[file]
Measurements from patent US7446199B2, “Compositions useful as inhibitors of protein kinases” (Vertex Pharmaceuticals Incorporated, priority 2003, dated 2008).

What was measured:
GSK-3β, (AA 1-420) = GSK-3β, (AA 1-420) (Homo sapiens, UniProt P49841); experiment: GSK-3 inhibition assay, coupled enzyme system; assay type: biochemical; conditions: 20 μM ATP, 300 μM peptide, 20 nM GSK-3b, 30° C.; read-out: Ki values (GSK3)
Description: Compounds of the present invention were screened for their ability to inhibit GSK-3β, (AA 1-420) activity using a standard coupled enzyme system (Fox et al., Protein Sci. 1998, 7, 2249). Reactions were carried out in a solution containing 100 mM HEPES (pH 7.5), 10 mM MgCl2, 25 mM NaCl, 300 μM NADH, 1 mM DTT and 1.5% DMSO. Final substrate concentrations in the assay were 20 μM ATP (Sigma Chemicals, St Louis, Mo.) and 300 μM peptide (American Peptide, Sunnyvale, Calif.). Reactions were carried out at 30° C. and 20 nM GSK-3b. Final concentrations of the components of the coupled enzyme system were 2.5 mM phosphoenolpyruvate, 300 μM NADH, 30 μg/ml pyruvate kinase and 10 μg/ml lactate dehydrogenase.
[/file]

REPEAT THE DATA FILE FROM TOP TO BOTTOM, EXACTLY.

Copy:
Measurements from patent US7446199B2, “Compositions useful as inhibitors of protein kinases” (Vertex Pharmaceuticals Incorporated, priority 2003, dated 2008).

What was measured:
GSK-3β, (AA 1-420) = GSK-3β, (AA 1-420) (Homo sapiens, UniProt P49841); experiment: GSK-3 inhibition assay, coupled enzyme system; assay type: biochemical; conditions: 20 μM ATP, 300 μM peptide, 20 nM GSK-3b, 30° C.; read-out: Ki values (GSK3)
Description: Compounds of the present invention were screened for their ability to inhibit GSK-3β, (AA 1-420) activity using a standard coupled enzyme system (Fox et al., Protein Sci. 1998, 7, 2249). Reactions were carried out in a solution containing 100 mM HEPES (pH 7.5), 10 mM MgCl2, 25 mM NaCl, 300 μM NADH, 1 mM DTT and 1.5% DMSO. Final substrate concentrations in the assay were 20 μM ATP (Sigma Chemicals, St Louis, Mo.) and 300 μM peptide (American Peptide, Sunnyvale, Calif.). Reactions were carried out at 30° C. and 20 nM GSK-3b. Final concentrations of the components of the coupled enzyme system were 2.5 mM phosphoenolpyruvate, 300 μM NADH, 30 μg/ml pyruvate kinase and 10 μg/ml lactate dehydrogenase.